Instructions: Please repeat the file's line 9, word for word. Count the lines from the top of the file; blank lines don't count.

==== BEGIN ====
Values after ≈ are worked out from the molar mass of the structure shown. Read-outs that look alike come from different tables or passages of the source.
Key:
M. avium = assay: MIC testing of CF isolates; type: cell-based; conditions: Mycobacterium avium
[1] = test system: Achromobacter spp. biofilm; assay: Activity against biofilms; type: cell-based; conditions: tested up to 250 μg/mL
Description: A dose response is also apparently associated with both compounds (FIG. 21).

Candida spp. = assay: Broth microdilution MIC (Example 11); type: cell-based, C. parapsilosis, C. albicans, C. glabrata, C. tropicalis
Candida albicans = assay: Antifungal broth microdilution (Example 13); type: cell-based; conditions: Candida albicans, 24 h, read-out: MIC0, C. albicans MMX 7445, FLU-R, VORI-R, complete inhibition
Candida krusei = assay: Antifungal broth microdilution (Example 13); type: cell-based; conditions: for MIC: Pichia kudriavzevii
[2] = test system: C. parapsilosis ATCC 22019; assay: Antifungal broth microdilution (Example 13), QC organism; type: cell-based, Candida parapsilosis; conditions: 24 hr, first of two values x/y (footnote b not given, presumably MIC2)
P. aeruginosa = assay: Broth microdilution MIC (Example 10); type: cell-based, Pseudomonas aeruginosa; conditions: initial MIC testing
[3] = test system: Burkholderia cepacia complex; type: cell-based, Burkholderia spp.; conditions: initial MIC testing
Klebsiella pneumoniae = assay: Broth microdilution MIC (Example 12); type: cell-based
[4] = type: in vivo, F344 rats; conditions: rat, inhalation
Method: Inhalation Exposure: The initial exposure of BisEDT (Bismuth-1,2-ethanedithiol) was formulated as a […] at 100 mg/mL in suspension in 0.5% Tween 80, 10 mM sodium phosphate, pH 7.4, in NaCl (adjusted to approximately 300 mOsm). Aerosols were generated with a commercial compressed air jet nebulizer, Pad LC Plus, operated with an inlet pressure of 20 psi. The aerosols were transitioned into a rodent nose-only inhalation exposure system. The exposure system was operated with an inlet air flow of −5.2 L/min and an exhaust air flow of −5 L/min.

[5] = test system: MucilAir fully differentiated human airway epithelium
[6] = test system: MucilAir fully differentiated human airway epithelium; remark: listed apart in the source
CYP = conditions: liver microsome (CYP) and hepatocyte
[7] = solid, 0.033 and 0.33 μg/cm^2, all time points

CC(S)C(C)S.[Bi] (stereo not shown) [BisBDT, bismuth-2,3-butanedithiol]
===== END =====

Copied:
[2] = test system: C. parapsilosis ATCC 22019; assay: Antifungal broth microdilution (Example 13), QC organism; type: cell-based, Candida parapsilosis; conditions: 24 hr, first of two values x/y (footnote b not given, presumably MIC2)